However, even if the chance of permanently damaging stuff is very rare, you can't guarantee that it'll never happen. Which is why you tell people not to test this kind of stuff on production machines and to have a backup handy. Breaking hardware is far less likely than corrupting data and in most cases replacing hardware is simply a question of money, data on the other hand can be irreplaceable/invaluable. Which is why you put the warning sticker on there. You don't want to be held responsible when Corporate Boss decides it's a good idea to test a new kernel on all production machines and ends up causing his company multi-million loss because the machines are unavailable for a few days and need to be reinstalled.

                  TL;DR: Those warnings and liability waivers are there to protect you no matter how small the chance of actually breaking things is. The cost associated with a tiny flaw could be astronomical based on where and when it happens.

                  Comment


                  • #19
                    Hello,
                    I once messed up hard enough with a harddisk that it took fire (Well, that was just a chip on the controller which took fire).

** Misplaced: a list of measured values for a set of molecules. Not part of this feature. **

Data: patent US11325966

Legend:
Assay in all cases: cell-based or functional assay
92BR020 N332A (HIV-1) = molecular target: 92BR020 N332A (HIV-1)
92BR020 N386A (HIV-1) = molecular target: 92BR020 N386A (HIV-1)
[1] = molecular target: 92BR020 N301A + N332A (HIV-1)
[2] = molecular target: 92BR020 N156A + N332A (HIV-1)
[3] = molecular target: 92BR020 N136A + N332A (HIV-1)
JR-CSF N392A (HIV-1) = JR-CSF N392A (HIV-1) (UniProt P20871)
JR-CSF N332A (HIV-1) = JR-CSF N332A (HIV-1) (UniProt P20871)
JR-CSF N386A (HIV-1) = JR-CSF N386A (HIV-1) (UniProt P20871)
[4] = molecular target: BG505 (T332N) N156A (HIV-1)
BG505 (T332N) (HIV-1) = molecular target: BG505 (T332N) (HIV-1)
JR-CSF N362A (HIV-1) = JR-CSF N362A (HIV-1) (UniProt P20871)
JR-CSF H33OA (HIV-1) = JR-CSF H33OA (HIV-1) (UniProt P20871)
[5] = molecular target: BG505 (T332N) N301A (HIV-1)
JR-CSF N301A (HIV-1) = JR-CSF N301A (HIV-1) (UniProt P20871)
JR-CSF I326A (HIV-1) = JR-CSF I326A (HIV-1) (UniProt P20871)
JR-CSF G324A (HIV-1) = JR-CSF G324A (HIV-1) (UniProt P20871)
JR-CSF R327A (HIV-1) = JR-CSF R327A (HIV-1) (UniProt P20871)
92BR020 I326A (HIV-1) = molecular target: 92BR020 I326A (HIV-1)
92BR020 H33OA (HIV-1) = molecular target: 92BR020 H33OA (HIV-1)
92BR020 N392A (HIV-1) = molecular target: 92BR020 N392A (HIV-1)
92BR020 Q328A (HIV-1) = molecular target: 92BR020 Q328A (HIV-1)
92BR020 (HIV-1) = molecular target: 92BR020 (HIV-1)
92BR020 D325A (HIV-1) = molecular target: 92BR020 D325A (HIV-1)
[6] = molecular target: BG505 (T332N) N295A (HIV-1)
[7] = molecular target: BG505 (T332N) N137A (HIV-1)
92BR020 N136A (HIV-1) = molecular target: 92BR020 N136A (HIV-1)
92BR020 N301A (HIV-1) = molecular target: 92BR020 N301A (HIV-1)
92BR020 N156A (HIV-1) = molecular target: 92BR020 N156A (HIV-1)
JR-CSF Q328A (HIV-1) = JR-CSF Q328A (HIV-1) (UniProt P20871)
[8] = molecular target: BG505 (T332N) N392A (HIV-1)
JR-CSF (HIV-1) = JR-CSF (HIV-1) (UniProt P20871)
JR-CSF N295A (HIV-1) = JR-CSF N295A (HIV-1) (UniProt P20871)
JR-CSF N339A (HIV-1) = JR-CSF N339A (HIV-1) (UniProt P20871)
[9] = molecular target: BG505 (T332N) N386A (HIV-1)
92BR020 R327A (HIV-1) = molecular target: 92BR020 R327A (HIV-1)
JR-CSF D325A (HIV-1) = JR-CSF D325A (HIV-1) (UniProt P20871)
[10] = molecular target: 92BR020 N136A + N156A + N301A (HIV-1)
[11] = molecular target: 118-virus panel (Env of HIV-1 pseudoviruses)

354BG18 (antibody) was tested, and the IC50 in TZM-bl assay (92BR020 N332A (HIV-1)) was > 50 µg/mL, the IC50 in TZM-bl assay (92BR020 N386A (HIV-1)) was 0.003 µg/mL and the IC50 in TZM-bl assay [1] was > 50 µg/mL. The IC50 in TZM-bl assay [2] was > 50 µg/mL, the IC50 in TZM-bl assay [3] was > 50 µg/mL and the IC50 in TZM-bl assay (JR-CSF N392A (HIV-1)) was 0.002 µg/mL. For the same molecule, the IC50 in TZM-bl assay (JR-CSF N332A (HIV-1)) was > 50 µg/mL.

Just some notes about it : It was a harddisk I didn't cared anymore about; an old Locked-to-the-machine 10GB IDE disk that used to be in an Xbox until I replaced it with a custom one.
                    So, I was just playing around with it, the disk attached to an USB port. I can't remember exactly, but I was playing around with a serial connection and a HEX editor.
                    When it took fire, I quickly unplugged it, then re-plugged it. Took fire again. It finished its life opened up, so I now have a demonstration harddisk to show how it's made...
                    (Just keep in ming I was really young at the moment, maybe ~12 years old, and I didn't cared about this peculiar hardware, so, I am pretty sure your computer won't take fire if I help you trough the Internet).

                    So, my point is : yes, pretty bad things can happen, even if you just mess up with the software side, but you have to be looking for breakage for it to actually happen, I think.
                    This just confirm Schmidt's law. However, I can't assure you that bad things won't happen, even if you just started to mess up with something.

                    Comment


                    • #20
                      Originally posted by [email protected] View Post
                      (Just keep in ming I was really young at the moment, maybe ~12 years old, and I didn't cared about this peculiar hardware, so, I am pretty sure your computer won't take fire if I help you trough the Internet).
                      Born a hacker!

                      Comment

                      Working...
                      X